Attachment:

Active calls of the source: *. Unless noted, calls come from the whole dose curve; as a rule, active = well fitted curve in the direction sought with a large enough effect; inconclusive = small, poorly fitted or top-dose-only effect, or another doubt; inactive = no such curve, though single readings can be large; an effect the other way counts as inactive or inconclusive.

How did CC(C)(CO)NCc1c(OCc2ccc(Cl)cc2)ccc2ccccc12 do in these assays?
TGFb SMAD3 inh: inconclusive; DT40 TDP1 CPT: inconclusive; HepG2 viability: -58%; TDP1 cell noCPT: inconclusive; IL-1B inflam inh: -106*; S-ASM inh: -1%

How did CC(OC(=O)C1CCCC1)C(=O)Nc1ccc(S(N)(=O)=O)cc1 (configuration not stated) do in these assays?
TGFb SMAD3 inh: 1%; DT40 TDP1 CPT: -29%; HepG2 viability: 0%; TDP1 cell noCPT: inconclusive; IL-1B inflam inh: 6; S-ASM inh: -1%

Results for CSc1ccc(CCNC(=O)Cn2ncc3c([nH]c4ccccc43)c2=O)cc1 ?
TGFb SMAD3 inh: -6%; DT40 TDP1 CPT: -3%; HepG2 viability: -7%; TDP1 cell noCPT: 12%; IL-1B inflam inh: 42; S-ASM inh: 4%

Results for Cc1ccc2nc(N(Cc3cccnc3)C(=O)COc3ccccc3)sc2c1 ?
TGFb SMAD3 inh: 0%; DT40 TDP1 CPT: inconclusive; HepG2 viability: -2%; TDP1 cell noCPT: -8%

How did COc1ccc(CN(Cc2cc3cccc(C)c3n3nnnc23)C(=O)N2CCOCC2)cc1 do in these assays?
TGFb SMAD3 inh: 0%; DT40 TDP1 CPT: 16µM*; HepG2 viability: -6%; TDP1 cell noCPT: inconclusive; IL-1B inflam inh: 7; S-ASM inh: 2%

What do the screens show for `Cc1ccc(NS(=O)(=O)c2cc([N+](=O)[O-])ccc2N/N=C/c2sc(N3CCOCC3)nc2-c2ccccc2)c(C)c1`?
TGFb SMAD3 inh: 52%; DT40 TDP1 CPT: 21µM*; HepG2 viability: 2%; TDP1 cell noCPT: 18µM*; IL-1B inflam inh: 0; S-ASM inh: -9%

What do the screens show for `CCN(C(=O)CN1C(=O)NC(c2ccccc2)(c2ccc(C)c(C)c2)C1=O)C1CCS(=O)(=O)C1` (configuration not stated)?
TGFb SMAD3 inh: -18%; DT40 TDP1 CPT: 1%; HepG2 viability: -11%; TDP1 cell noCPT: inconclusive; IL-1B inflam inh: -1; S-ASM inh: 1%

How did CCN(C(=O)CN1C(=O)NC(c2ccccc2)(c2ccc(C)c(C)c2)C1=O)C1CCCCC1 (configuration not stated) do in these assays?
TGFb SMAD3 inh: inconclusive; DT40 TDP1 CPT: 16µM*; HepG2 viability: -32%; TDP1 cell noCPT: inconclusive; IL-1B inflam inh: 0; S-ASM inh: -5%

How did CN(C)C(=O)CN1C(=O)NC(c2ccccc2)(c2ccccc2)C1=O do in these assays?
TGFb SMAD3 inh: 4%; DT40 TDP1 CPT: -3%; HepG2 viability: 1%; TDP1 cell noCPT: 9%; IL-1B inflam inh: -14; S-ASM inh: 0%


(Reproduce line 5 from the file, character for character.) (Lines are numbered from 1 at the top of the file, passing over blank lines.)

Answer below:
TGFb SMAD3 inh: 1%; DT40 TDP1 CPT: -29%; HepG2 viability: 0%; TDP1 cell noCPT: inconclusive; IL-1B inflam inh: 6; S-ASM inh: -1%